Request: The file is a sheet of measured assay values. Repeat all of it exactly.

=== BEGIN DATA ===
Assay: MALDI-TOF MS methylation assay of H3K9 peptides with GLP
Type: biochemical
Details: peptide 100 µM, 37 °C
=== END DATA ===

Assay: MALDI-TOF MS methylation assay of H3K9 peptides with GLP
Type: biochemical
Details: peptide 100 µM, 37 °C